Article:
# Experiments For each hypothesis, consider how you could design a study that would test it, then in the experiment that’s given, identify the independent.

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Experiments For each hypothesis, consider how you could design a study that would test it, then in the experiment that’s given, identify the independent and dependent variables. For each of these experiments you may choose to push students a little further by asking them to identify the experimental and control conditions or by asking students to operationally define each independent and dependent variable.

Experiments Hypothesis: Taking tests in hot rooms decreases test scores. Students are randomly assigned to take a test in either a hot room or a comfortable room. Test scores will be compared to see if hot rooms negatively affect test-taking. What is the independent variable? Students Room temperature Test scores Tests What is the dependent variable? Students Hot room Comfortable room Test scores Students frequently try to make the participants in studies the independent or dependent variable.

Experiments Hypothesis: Newborns gaze longer at a drawing of a face-like image than at a bull’s-eye pattern. Newborns are shown, in random order, the stimuli: A face-like image, a bull’s-eye pattern, and a blank screen. Each newborn is timed to see how long they look at each. What is the independent variable? Random order Length of gaze The stimuli Newborns What is the dependent variable? Newborns Length of gaze Facelike image and bull’s-eye pattern All of the stimuli This hypothesis was taken from the chapter 5 fact or falsehood handout. For this experiment, ask students why the images need to be presented in random order.

Experiments Hypothesis: Without their sense of smell, it may be difficult to distinguish a cold cup of coffee from a glass of red wine. Participants are blindfolded and their noses are pinched closed. They are then presented with a cold cup of coffee, a cup of red wine, and a cup of water, in random order. Each is presented 3 times. Participants are asked to sip each one, guessing the contents of the cup. Next the participants, still blindfolded but with unpinched noses, taste the contents of each cup again, again guessing each cup’s contents. What is the independent variable? Being able to smell or not Participants The contents of each cup Identifying the contents of each cup What is the dependent variable? Being blindfolded Participants The contents of each cup Identifying the contents of each cup This hypothesis was taken from the chapter 6 fact or falsehood handout. For this experiment, ask students why the participants were blindfolded.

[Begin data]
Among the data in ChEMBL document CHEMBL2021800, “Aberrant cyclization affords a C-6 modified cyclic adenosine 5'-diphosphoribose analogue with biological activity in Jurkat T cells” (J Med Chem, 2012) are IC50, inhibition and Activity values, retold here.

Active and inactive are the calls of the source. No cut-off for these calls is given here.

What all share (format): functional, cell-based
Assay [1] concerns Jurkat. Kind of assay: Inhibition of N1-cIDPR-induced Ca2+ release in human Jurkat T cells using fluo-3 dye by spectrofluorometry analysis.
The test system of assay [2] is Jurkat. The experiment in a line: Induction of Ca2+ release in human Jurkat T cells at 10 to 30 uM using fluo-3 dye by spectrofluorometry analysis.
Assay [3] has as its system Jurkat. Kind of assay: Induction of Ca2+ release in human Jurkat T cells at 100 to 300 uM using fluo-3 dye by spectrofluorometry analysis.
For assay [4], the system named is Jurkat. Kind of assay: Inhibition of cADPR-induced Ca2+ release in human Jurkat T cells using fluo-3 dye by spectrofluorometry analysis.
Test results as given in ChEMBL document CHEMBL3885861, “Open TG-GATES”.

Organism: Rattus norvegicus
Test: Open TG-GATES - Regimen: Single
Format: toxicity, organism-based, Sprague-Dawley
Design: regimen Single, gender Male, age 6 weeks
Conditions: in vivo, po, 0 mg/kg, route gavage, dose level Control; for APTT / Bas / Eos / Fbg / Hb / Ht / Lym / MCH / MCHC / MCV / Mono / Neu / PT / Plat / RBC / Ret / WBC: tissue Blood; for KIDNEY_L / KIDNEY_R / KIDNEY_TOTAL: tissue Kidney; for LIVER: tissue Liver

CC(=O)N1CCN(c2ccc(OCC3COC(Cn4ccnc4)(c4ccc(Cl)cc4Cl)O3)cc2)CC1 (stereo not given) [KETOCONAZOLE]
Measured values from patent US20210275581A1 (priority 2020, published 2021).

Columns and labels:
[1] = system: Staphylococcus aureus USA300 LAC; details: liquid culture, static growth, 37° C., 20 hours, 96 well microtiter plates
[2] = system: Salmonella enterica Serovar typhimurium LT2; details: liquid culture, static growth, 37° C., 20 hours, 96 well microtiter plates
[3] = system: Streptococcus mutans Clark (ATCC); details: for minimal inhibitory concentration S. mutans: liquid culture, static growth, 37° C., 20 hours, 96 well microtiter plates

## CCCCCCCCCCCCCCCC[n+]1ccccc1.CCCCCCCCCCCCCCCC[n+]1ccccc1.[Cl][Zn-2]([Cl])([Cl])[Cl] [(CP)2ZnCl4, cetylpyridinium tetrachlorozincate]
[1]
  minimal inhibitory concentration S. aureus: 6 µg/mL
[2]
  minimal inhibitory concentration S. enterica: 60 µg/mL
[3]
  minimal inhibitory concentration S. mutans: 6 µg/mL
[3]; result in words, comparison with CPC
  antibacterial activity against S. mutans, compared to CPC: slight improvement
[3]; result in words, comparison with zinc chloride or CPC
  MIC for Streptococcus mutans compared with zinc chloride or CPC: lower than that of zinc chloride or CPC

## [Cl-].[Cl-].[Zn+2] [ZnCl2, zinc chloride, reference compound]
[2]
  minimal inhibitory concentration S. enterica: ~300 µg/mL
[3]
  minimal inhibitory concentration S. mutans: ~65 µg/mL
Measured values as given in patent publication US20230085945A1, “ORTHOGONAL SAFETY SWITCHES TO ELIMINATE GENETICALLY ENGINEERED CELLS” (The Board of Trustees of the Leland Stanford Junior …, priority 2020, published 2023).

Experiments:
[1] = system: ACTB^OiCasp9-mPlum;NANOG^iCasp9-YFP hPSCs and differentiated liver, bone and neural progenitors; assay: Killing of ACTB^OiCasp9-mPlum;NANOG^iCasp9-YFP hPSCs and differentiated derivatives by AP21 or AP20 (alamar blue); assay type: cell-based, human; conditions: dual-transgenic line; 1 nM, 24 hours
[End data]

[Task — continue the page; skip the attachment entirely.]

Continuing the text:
Experiments Hypothesis: Televised violence leads to aggressive behavior by teenagers who watch the programs. Teenagers ages are randomly assigned to watch either a violent movie or an equally engaging but non-violent movie. Afterwards while playing a game, they are given an opportunity to punish their competitor by blasting a loud sound in their competitor’s headphones. The teenage participants get to choose how long to administer the sound. What is the independent variable? The competitor Type of movie Length of the loud sound Teenage participants What is the dependent variable? Length of the loud sound Violent movie Teenage participants Game competitor This hypothesis was taken from the chapter 7 fact or falsehood handout. For this experiment discuss the role of deception. The study would be designed so that the teenagers thought they were participating in 2 separate studies. Following the movies, the participants may be given a bogus questionnaire so that they’d think the study was over and that they were moving on to a second study on competition, say. You may also want to discuss confounding variables here. Why did the control group movie need to be equally engaging?

Experiments Hypothesis: When people learn something while intoxicated, they recall it best when they are again intoxicated. Participants are given enough alcohol to become intoxicated, and then they watch a 30-minute instructional video. The next day the participants are randomly divided into two groups. One group is again given the same amount of alcohol as they had the previous day. The other group is given a glass of water with a little vodka around the rim. Both groups are given a test on the material covered in the video. What is the independent variable? Alcohol Intoxicated again or not Test scores Instructional video What is the dependent variable? Being intoxicated Vodka on the rim of the glass Participants Test scores This hypothesis was taken from the chapter 8 fact or falsehood handout. For this experiment you may want to discuss the role of placebos and the importance of controlling for placebo effects, in this case by making the non-alcohol group think they were getting alcohol.

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